Coordination for the Golf Swing
Tom Watson continued to win on the PGA Tour until his late 40s. Each week he competed against players half his age.
His ball striking ability was always one of the best on the tour. Although he has lost some driving distance, compared to 10 years ago, he continues to drive the ball an exceptionally long way.
At the 1994 U.S. Open played at Oakmont, Tom was paired with two very long hitters during one of the rounds. On a short, uphill par-4 that measured a little over 300 yards, several players had tried unsuccessfully to reach the green off the tee. The one player who had the length and accuracy to put his tee shot on the edge of the green was Tom Watson.
Tom was 44 years old then. When you look at his build, you wouldn't think that he could hit the ball that far, but his superb swing sequence enables him to generate exceptional power for his body type and size.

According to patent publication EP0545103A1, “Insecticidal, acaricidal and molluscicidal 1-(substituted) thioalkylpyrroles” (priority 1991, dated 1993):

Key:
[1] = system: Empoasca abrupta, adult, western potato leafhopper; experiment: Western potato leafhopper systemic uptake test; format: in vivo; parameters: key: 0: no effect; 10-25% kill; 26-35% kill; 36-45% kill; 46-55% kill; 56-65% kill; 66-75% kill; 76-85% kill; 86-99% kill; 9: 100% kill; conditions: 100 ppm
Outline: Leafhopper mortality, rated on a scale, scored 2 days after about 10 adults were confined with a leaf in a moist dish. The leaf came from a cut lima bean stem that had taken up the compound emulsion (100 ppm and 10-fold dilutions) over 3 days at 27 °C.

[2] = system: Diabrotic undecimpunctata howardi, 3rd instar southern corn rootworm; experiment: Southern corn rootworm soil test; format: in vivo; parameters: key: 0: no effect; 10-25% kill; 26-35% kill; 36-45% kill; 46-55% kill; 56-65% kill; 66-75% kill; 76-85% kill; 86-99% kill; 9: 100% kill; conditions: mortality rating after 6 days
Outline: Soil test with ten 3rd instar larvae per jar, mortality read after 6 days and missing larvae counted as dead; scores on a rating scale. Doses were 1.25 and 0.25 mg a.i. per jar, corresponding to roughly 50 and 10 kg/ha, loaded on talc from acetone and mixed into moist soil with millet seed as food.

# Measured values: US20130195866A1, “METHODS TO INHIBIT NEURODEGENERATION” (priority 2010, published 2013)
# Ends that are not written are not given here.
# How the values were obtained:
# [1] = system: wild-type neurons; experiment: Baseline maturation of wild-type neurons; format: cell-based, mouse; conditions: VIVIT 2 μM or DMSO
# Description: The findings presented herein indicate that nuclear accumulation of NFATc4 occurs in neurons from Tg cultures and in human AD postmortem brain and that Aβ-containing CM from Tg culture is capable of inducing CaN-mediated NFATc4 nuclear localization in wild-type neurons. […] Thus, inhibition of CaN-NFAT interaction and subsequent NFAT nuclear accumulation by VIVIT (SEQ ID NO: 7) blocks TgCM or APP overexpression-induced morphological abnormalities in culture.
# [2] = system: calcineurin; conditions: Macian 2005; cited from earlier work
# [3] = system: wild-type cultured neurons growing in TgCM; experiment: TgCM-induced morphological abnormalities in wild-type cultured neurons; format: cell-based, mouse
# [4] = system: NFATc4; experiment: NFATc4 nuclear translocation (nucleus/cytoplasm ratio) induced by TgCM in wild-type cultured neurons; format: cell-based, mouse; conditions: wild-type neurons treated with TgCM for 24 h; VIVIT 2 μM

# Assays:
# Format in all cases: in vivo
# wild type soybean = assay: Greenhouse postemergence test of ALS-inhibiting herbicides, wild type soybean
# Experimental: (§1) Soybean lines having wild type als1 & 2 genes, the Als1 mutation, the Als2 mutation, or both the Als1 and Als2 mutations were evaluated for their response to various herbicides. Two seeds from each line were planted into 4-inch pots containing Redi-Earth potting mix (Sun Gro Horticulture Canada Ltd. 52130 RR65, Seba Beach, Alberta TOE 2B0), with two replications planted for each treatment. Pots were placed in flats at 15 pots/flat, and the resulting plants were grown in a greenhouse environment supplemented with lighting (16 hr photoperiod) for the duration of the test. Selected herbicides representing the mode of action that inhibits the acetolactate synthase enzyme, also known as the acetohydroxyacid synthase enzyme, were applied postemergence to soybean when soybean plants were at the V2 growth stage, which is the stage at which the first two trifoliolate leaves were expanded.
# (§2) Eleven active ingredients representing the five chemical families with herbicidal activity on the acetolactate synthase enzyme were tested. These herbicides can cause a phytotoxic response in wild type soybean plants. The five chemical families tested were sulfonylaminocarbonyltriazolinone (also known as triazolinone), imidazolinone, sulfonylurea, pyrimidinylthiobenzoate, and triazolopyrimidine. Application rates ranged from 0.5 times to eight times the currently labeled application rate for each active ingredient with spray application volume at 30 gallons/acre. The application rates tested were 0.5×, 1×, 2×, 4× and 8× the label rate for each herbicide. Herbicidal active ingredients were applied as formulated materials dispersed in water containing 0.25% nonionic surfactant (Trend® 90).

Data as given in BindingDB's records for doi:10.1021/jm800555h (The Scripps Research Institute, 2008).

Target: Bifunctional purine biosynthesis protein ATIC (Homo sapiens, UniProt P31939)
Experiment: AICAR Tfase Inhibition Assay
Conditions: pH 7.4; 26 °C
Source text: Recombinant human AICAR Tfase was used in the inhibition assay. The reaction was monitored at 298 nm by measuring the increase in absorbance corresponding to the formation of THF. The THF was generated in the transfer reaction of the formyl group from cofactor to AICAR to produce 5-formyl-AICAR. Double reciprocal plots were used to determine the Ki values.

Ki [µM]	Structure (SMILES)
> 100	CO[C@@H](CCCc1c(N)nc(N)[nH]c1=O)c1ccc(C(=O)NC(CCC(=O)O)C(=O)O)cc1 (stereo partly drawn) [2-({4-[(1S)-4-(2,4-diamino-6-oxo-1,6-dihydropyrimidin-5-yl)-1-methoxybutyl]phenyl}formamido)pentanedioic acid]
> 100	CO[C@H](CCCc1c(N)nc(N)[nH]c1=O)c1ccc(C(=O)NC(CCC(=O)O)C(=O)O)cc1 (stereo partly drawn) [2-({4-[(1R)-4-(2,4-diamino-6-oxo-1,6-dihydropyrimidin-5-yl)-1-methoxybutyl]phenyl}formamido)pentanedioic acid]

Sequencing of the swing with efficiency and power is much more important than absolute strength.
We define movement as a series of repeated muscular contractions regulated by the nervous system and directed by motor learning pathways. Purposeful movement depends on intimate communication among all the mechanisms that regulate muscle length and tension.
In athletics, success depends on the speed and sequence at which these impulses are transmitted to achieve the desired body action.
Because all movements in both competitive athletics and normal daily activities involve a repeated series of muscle stretch and shortening cycles, specific functional exercise best prepares the individual for the activity.
The central nervous system processes information provided through five basic sensory analyzers:
|Proprioceptive or body awareness|
|Tactile or sense of touch|
|Vestibular or balance and equilibrium|
|Optic or visual|
|Acoustic or auditory|
At least three of these information processing and feedback systems - body awareness, balance, and visual focus - are important factors in developing a productive and reproducible golf swing.